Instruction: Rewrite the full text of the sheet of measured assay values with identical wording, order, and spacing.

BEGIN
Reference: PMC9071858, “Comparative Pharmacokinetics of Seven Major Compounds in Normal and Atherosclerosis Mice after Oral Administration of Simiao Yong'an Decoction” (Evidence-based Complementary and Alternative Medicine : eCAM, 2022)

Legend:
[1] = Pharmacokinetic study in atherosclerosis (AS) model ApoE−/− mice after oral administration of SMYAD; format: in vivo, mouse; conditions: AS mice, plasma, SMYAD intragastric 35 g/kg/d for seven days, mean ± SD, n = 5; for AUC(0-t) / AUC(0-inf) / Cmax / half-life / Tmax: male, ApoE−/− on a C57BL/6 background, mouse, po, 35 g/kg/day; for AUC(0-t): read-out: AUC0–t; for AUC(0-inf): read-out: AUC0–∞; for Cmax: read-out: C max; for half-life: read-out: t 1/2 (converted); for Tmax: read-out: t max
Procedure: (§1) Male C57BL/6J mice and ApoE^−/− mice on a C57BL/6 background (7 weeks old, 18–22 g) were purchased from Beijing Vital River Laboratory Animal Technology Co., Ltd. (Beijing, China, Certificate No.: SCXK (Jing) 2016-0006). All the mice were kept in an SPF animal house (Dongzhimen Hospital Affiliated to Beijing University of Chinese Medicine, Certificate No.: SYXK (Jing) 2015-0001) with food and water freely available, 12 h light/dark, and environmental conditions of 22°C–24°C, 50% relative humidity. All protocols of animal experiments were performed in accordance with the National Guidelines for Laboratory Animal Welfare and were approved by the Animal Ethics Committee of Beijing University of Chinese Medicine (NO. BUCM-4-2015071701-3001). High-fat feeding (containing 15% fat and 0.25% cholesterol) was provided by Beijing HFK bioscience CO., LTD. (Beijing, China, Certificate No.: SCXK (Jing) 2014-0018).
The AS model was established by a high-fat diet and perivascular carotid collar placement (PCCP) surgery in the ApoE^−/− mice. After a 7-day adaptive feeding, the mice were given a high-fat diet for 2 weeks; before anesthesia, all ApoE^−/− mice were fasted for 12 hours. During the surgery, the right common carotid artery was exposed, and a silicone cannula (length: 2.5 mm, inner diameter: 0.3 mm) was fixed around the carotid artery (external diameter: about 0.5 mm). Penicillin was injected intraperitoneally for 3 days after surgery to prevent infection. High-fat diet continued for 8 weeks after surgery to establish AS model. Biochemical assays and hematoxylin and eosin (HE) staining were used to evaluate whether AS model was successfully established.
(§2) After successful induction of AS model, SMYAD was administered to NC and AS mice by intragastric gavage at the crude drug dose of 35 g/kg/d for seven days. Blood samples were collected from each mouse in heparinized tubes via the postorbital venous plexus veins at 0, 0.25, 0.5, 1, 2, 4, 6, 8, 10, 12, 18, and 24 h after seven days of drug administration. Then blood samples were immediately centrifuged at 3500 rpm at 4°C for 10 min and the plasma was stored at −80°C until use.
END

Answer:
Reference: PMC9071858, “Comparative Pharmacokinetics of Seven Major Compounds in Normal and Atherosclerosis Mice after Oral Administration of Simiao Yong'an Decoction” (Evidence-based Complementary and Alternative Medicine : eCAM, 2022)

Legend:
[1] = Pharmacokinetic study in atherosclerosis (AS) model ApoE−/− mice after oral administration of SMYAD; format: in vivo, mouse; conditions: AS mice, plasma, SMYAD intragastric 35 g/kg/d for seven days, mean ± SD, n = 5; for AUC(0-t) / AUC(0-inf) / Cmax / half-life / Tmax: male, ApoE−/− on a C57BL/6 background, mouse, po, 35 g/kg/day; for AUC(0-t): read-out: AUC0–t; for AUC(0-inf): read-out: AUC0–∞; for Cmax: read-out: C max; for half-life: read-out: t 1/2 (converted); for Tmax: read-out: t max
Procedure: (§1) Male C57BL/6J mice and ApoE^−/− mice on a C57BL/6 background (7 weeks old, 18–22 g) were purchased from Beijing Vital River Laboratory Animal Technology Co., Ltd. (Beijing, China, Certificate No.: SCXK (Jing) 2016-0006). All the mice were kept in an SPF animal house (Dongzhimen Hospital Affiliated to Beijing University of Chinese Medicine, Certificate No.: SYXK (Jing) 2015-0001) with food and water freely available, 12 h light/dark, and environmental conditions of 22°C–24°C, 50% relative humidity. All protocols of animal experiments were performed in accordance with the National Guidelines for Laboratory Animal Welfare and were approved by the Animal Ethics Committee of Beijing University of Chinese Medicine (NO. BUCM-4-2015071701-3001). High-fat feeding (containing 15% fat and 0.25% cholesterol) was provided by Beijing HFK bioscience CO., LTD. (Beijing, China, Certificate No.: SCXK (Jing) 2014-0018).
The AS model was established by a high-fat diet and perivascular carotid collar placement (PCCP) surgery in the ApoE^−/− mice. After a 7-day adaptive feeding, the mice were given a high-fat diet for 2 weeks; before anesthesia, all ApoE^−/− mice were fasted for 12 hours. During the surgery, the right common carotid artery was exposed, and a silicone cannula (length: 2.5 mm, inner diameter: 0.3 mm) was fixed around the carotid artery (external diameter: about 0.5 mm). Penicillin was injected intraperitoneally for 3 days after surgery to prevent infection. High-fat diet continued for 8 weeks after surgery to establish AS model. Biochemical assays and hematoxylin and eosin (HE) staining were used to evaluate whether AS model was successfully established.
(§2) After successful induction of AS model, SMYAD was administered to NC and AS mice by intragastric gavage at the crude drug dose of 35 g/kg/d for seven days. Blood samples were collected from each mouse in heparinized tubes via the postorbital venous plexus veins at 0, 0.25, 0.5, 1, 2, 4, 6, 8, 10, 12, 18, and 24 h after seven days of drug administration. Then blood samples were immediately centrifuged at 3500 rpm at 4°C for 10 min and the plasma was stored at −80°C until use.